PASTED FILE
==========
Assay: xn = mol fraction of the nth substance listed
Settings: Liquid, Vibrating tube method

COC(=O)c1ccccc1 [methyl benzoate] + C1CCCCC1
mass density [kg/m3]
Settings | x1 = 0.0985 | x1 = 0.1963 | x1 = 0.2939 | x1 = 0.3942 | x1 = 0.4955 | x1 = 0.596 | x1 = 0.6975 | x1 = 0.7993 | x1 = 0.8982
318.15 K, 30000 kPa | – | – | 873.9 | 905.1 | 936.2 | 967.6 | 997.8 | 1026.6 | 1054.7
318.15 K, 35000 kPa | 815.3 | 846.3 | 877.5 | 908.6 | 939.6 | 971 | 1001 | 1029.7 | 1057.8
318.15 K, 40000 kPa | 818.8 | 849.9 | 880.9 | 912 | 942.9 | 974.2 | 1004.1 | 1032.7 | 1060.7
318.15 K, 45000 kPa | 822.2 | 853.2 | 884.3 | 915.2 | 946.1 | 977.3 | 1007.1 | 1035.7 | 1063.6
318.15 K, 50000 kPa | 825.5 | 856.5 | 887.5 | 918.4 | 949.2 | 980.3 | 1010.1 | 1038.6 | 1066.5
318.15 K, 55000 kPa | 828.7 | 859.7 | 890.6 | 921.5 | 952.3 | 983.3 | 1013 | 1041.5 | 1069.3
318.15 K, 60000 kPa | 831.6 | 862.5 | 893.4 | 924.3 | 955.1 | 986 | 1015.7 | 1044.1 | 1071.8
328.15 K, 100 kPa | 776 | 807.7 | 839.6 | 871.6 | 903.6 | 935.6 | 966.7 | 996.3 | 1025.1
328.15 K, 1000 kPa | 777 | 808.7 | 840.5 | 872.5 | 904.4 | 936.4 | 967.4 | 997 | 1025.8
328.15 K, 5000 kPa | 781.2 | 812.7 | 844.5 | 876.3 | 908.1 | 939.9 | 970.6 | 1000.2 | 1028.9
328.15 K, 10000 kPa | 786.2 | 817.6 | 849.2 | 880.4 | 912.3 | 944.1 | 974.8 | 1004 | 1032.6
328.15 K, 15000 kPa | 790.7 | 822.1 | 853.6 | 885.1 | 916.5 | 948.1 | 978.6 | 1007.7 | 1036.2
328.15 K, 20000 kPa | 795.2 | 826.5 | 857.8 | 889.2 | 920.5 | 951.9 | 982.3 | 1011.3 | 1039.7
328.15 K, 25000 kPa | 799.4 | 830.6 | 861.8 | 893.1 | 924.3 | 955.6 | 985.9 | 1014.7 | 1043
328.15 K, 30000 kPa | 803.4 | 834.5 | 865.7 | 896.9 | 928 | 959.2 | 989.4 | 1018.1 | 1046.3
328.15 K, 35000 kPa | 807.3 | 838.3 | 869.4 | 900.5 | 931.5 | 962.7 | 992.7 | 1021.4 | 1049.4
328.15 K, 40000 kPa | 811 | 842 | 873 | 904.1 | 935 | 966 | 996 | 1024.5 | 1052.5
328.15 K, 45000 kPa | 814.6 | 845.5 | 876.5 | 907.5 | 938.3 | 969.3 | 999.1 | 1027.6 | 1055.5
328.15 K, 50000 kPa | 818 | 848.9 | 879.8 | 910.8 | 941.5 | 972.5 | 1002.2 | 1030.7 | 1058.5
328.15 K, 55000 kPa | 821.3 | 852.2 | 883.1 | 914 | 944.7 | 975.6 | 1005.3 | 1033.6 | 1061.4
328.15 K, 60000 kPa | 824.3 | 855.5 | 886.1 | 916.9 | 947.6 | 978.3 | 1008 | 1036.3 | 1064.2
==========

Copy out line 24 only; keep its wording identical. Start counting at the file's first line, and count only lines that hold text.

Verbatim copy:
328.15 K, 50000 kPa | 818 | 848.9 | 879.8 | 910.8 | 941.5 | 972.5 | 1002.2 | 1030.7 | 1058.5